Extending marriage rights to gay couples can add millions of dollars to state coffers, according to recent studies.

The research comes from the Williams Institute, a national think tank that studies sexual orientation law and public policy. It is housed at the UCLA School of Law.

Hawaii Gov. Linda Lingle is weighing what to do about House Bill 444, which would permit civil unions that bestow the same rights and benefits as marriage. However the bill explicitly states that the civil unions are not marriage.

Would it be better from a financial standpoint if the Legislature had supported same-sex marriage rather than civil unions? A sampling of the research:

• Allowing same-sex couples to marry in Vermont would generate more than $31 million in new spending over three years, create 700 new jobs, and bring in $3.3 million in state tax revenues. (Vermont approved gay marriage in September 2009.)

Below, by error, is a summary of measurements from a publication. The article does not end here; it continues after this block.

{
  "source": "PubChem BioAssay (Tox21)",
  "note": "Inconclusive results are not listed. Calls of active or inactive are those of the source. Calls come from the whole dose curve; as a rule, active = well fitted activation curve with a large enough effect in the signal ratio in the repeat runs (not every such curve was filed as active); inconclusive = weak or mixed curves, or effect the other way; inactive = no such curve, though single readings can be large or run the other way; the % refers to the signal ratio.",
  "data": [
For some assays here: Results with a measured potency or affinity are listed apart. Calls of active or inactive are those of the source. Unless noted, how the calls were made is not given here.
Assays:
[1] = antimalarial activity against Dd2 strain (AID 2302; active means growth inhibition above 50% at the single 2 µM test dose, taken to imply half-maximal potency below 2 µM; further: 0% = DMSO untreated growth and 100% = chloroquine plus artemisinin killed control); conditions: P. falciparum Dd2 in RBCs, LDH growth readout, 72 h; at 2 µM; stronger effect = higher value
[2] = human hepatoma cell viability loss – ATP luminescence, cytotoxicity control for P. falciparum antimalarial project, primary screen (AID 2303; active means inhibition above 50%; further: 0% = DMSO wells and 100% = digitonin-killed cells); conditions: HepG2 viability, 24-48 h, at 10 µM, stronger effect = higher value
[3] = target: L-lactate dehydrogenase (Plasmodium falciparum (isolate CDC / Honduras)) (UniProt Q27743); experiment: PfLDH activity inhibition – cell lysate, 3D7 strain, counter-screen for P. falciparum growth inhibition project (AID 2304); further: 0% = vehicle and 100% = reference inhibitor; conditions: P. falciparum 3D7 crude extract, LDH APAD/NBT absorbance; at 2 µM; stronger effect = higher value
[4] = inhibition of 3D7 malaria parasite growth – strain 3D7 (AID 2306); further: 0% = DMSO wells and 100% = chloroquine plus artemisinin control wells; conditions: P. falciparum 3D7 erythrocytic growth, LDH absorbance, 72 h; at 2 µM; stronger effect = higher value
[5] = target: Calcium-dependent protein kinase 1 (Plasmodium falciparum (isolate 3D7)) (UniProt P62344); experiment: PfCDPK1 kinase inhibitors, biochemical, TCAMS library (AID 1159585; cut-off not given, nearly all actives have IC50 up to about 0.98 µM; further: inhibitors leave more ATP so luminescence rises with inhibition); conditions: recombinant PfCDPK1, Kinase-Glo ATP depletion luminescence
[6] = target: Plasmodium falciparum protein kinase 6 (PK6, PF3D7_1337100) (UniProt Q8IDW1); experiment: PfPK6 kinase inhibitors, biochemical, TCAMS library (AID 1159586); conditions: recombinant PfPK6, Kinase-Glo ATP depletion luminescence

• Weddings and related tourism would generate $60 million in additional spending in Maine over three years, create 1,000 new jobs, and increase tax revenues by $3.6 million. (Maine has domestic partnerships. In May 2009 same-sex marriages were legalized, but that November a voter referendum rejected the law.)

• Allowing same-sex couples to marry in California would result in $63.8 million in revenue for the state over three years. (California began granting gay marriage licenses in June 2008 before voters overturned the law that November. Perry v. Schwarzenegger, which argues the referendum was unconstitutional, may end up before the U.S. Supreme Court.)

• Allowing same-sex couples to marry in Iowa would result in a net gain of $5.3 million each year for the state, the result of savings in expenditures on state means-tested public benefit programs and an increase in income and sales tax revenue. (Iowa legalized gay marriage in April 2009.)

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